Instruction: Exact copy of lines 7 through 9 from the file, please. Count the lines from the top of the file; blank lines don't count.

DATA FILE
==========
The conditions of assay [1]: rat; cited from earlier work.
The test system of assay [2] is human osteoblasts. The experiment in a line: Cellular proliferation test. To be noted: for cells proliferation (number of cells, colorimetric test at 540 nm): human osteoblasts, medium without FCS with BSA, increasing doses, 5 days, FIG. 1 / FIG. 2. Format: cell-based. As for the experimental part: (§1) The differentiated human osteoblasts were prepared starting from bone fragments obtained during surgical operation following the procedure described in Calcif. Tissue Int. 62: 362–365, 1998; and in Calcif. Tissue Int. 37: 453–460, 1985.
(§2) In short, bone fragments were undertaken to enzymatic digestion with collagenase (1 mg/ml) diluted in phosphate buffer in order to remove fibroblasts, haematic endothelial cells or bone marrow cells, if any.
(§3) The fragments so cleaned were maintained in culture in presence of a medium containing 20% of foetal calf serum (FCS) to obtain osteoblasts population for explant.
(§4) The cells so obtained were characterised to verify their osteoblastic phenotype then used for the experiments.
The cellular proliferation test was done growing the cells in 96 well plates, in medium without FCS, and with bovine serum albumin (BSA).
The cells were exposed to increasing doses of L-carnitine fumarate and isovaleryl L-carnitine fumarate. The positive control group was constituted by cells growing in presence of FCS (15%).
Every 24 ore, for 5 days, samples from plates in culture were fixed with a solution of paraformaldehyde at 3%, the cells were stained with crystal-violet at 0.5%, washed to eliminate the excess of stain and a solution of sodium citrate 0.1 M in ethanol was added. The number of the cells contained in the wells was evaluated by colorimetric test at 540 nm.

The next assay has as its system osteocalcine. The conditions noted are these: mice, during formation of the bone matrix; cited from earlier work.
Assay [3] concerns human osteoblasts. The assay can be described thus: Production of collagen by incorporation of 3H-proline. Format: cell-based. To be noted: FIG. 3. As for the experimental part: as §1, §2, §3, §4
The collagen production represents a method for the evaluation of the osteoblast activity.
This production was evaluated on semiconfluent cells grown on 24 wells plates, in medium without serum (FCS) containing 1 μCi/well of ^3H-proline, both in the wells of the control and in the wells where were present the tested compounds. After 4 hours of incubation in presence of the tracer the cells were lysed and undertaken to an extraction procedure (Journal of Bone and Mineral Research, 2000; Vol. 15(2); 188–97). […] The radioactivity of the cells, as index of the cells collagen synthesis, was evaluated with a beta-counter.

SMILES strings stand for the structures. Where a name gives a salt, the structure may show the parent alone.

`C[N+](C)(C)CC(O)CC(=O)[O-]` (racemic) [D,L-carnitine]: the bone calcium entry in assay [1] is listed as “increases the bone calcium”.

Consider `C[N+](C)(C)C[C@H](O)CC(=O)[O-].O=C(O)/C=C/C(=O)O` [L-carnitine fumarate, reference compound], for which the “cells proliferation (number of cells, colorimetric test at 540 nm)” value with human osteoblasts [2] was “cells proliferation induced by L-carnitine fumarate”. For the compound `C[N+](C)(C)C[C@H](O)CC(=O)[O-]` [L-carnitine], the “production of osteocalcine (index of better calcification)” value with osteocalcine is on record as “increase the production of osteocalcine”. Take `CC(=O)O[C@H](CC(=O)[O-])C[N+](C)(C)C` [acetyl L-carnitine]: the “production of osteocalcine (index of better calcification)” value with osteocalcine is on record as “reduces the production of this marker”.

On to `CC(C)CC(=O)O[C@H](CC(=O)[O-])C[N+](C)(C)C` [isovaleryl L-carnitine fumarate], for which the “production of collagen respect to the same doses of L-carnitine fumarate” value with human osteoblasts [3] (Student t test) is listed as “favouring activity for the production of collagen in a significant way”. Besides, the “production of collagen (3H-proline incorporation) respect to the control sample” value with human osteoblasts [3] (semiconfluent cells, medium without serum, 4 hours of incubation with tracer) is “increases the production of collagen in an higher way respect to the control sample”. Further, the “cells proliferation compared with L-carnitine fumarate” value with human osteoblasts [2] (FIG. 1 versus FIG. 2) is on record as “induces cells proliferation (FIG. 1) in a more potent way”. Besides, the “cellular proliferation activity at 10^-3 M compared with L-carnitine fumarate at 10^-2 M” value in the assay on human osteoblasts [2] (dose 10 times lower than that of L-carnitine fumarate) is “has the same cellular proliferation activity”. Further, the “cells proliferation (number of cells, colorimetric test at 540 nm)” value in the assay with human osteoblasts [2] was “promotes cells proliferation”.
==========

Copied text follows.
The cells were exposed to increasing doses of L-carnitine fumarate and isovaleryl L-carnitine fumarate. The positive control group was constituted by cells growing in presence of FCS (15%).
Every 24 ore, for 5 days, samples from plates in culture were fixed with a solution of paraformaldehyde at 3%, the cells were stained with crystal-violet at 0.5%, washed to eliminate the excess of stain and a solution of sodium citrate 0.1 M in ethanol was added. The number of the cells contained in the wells was evaluated by colorimetric test at 540 nm.

The next assay has as its system osteocalcine. The conditions noted are these: mice, during formation of the bone matrix; cited from earlier work.